Pierre Moustial, chairman of MedTech in France, the association of medical technology companies in France, discusses the challenges for French healthcare start-ups to scale-up and explains why France has no medtech champion despite the world-class innovation in the country.


You have been the chairman of MedTech in France for two and a half years now. What are your main priorities and challenges?

The companies URGO, Guerbet and LivaNova initially established MedTech in France because we were discovering that the French pathway to securing investment was rather difficult. For larger companies, it is easier to survive but for smaller, young entities with only one product, it is hard to remain on the market without resorting to external funding. The basic idea was, therefore, to better promote the French medical device sector. We are three CEOs, voluntarily giving their time to ensure our 47 members, which all provide world-class innovation, stay French and manage to get their products to the market. This is our main priority.

In France, we do not have a problem getting start-ups going. The challenge is much more about scaling-up these young, ambitious companies. In fact, we are very good in terms of start-ups; there are currently around 900 smaller companies and every year around 50-100 new companies are created in the local medtech sector. While we have a lot of world-class French enterprises in different industries such as luxury goods, automobile and pharmaceuticals with companies like Sanofi, in the medtech sector there is still currently no French company within the Top 100 worldwide which tells us that the segment is not yet really managing to deliver upon its true potential.


How do you explain the fact that France is a leader in so many other industries but struggles in the medtech sector?

There are two main reasons, with the first one being that companies do not get much support from the domestic market. If you look at the biggest companies in any sector, you will notice that they are performing very well in their home market. The local market ensures the ability to self-finance your operations and determines your image, which is essential to be successful abroad. In an ideal world, the French domestic market would be a shop window, which encourages activities abroad. In France however, it is very hard for smaller companies to finance themselves, so they usually end up migrating to the USA. The US market, is the most competitive market in the world however, as you will lose if you are too small and being too big also brings a significant risk of overstretching yourself. Being in a weak domestic market forces you to go abroad early, which, of course, aggravates the problem and means you don’t have that home source of revenues to rely upon if the going gets tough.

The second reason is the lack of financing although we have excellent venture capital financing opportunities from companies like Sofinnova. The problem is that these companies are very good at funding start-ups, however, they don’t know how to scale-up young companies to the point where they can attain critical mass. The financing for start-ups is around 1 to 5mn USD, but to scale-up for entering foreign markets, especially the US market, around 30 to 100mn USD is required. Hence, many young French companies go to the stock market to secure this capital, however, they are usually not ready for this move. Without good results in the US market after one year, shareholders get disappointed and a company’s value goes down, with the result of not achieving second-round financing.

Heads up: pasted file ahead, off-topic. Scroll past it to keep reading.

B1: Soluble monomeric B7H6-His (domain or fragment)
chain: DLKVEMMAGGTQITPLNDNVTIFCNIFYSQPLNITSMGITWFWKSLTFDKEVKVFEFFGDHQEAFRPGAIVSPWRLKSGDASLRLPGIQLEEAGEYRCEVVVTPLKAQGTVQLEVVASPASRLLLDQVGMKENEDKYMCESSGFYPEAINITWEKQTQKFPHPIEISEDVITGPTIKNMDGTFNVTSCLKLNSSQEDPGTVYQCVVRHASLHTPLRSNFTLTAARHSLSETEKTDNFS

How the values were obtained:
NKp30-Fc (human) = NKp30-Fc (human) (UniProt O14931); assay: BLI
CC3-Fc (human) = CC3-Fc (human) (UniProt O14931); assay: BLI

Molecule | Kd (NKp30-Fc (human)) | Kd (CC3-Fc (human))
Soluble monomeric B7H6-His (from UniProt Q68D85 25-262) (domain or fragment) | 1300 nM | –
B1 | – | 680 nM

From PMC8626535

Do you think this only a problem in France or part of a wider issue across Europe?

These problems certainly do not exist in the USA, as securing funding for scaling up is normally quite easy. It may be a European problem, but I see it as a French problem primarily. We do have a very entrepreneurial mindset in this country, but no real business culture. We have met a number of companies possessing a fantastic product; the big challenge that they confront, however, is how to convert this product into a viable and sustainable business. Many of these start-ups do not have a marketing plan and lack commercial self-effectiveness.

We have the potential to create double or triple the 90,000 jobs the industry currently offers. The public perception is that France is a global exporter for products of our industry. This is only the case for the pharmaceutical sector, but not for medical devices. In fact, we import 2bn USD more than we export. This is an astonishing fact because it essentially means that we are unable to transform innovation into business. When it comes to hearing aids, for instance, France is totally dependent on China for imports. My fear is that, one day, French companies will have to go to places like Berlin or Singapore, to take advantage of an innovation which has been created, developed and financed by French companies. Provocatively speaking, France is offering its science to the whole world. As an example, the two French scientists Alfred Kastler and Albert Ferd have developed laser technology and magnetic resistance and have both received a Nobel Price. Nevertheless, no French company have been set up after these incredible discoveries as all of them were created in the USA.